This is the scary question because the terror is located in the first answer that comes to mind: Because of me. Unfortunately, from the child’s limited point of view, this is the most likely answer and has devastating effect. She may reach this conclusion because her mother treats another sibling differently. She may find confirmation in the aisle of a grocery store where she sees how a stranger responds to her child, or on the playground where she glimpses a little girl being cuddled in a way she’s never been. The jealousy—and panic—she feels in the moment, sparked by those mother-daughter pairs, may dog her for the rest of her life. The child whose mother is combative or dismissive in her treatment may have the answer echoed in abusive statements about her failings and weakness. These words— “You’re always so difficult,” “You’re not good enough to make anything of yourself,” “You’re too sensitive and weak”—confirm her fears that it’s all her fault that her mother doesn’t love her. That becomes internalized as self-criticism and underscores her understanding that she’s not loved because she’s unlovable. It’s a hard conclusion to shake.

2.Will my mother ever love me?

This is the question that launches the sometimes life-long quest to somehow wrest or capture the maternal love the child so desperately needs. It’s hard to overstate the passion, energy and effort that goes into this effort, fueled once again by that hardwired need for maternal love, support, and acceptance. It can last for decades and, ironically, actually increases the damage done to the daughter’s psyche in childhood. Daughters spend years defending their mothers in their heads as well as the outside world, making excuses for their behavior, because if they don’t, the answer to the question will be a definitive no. Rather than deal with that heartbreaking truth, they sally forth, ever hopeful. It’s a destructive and painful pattern, made worse by the daughter’s inability to set boundaries and her mother’s unwillingness to heed them.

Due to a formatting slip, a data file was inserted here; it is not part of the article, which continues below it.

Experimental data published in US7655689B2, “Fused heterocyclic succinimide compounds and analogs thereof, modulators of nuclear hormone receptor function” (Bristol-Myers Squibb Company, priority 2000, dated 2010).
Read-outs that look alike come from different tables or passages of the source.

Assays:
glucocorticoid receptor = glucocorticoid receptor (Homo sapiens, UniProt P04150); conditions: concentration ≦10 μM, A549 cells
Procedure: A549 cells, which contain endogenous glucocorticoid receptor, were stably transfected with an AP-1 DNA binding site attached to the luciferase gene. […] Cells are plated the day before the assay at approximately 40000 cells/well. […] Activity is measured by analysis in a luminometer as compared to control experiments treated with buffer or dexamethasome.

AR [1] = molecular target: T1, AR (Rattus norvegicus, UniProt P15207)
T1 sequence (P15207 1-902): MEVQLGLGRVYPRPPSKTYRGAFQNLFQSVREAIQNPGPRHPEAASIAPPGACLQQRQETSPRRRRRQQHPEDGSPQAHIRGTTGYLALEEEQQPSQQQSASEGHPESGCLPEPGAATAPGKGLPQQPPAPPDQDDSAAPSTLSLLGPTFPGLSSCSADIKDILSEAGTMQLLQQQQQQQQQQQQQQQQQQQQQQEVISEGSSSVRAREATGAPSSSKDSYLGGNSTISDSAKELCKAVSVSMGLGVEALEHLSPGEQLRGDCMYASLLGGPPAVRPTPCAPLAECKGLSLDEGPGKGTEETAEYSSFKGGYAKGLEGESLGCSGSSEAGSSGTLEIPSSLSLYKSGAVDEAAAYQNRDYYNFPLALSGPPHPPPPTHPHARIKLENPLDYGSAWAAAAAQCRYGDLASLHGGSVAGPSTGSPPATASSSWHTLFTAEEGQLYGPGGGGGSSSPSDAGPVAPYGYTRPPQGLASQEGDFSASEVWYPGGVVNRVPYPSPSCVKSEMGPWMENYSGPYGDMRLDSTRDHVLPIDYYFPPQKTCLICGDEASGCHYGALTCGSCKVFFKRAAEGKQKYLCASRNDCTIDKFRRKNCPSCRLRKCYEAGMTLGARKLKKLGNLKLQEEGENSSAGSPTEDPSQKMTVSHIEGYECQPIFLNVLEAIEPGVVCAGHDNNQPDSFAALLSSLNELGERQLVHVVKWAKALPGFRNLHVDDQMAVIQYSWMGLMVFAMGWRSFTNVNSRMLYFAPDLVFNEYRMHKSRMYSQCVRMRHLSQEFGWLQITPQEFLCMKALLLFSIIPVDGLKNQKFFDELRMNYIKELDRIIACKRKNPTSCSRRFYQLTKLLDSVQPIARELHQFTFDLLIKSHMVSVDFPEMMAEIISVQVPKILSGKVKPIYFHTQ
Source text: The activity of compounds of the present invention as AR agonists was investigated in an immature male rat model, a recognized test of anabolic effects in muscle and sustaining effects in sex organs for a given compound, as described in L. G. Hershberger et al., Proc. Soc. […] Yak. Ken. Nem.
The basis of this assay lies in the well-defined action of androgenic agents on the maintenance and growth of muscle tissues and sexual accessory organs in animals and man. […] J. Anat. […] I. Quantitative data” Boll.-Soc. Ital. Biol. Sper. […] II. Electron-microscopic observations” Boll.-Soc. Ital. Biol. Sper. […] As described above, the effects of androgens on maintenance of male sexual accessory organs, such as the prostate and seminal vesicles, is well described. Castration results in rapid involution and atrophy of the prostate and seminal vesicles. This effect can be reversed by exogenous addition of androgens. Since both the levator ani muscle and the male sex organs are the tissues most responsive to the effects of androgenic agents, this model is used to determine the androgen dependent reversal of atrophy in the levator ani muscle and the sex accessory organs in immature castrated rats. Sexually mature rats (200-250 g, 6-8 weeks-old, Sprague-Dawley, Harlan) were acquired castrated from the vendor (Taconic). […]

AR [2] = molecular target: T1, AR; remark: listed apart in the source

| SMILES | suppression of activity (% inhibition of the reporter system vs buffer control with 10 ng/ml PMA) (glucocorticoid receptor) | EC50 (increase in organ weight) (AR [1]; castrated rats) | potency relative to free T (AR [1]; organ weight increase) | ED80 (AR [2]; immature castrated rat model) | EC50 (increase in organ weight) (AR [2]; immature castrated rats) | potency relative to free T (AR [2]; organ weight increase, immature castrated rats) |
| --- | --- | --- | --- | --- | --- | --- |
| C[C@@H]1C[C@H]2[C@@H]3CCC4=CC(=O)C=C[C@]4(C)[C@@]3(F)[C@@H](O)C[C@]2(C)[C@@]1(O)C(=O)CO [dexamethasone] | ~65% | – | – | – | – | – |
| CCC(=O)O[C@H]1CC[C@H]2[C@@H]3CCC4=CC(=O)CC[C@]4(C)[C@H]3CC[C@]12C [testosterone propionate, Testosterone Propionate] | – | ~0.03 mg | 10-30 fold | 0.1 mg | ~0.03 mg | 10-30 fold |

3.What can I do to make my mother love me?

This is an aspect of the quest for maternal love but it begins in childhood and often continues. In childhood, the daughter comes up with strategies, some of them constructive and others self-destructive to get her mother’s attention and hopefully her love. Some daughters become high-achievers, hoping that will do the trick, while others take a more negative path. “I became a hellion as a teenager,” Sarah confided, “Because I thought that would make my mother pay attention to me. It totally backfired because my behaviors only confirmed her belief that I was worthless and not worth her attention. I was lucky in that I didn’t do anything really risky that could have derailed me for life and that a teacher of mine took me aside and pointed out what I was doing. She saved my life.”

4. Will anyone ever love me?

This is the biggest question of all, the answer to which has the power to make or break a person’s life in myriad ways, large and small. After all, if the person who put you on the planet in the first place doesn’t love you, who can or will?

The path to healing from childhood experiences is arduous and long but it’s a journey from darkness into light. There are different answers to these four questions than the ones we once thought were obvious but it’s only by working to heal ourselves that we can begin to grasp their truth.

 

Photograph by Chinh Le Duc. Copyright Free. Unsplash.com

Lewis, Thomas, Fari Amin, and Richard Lannon. A General Theory of Love. New York: Vintage Books, 2000.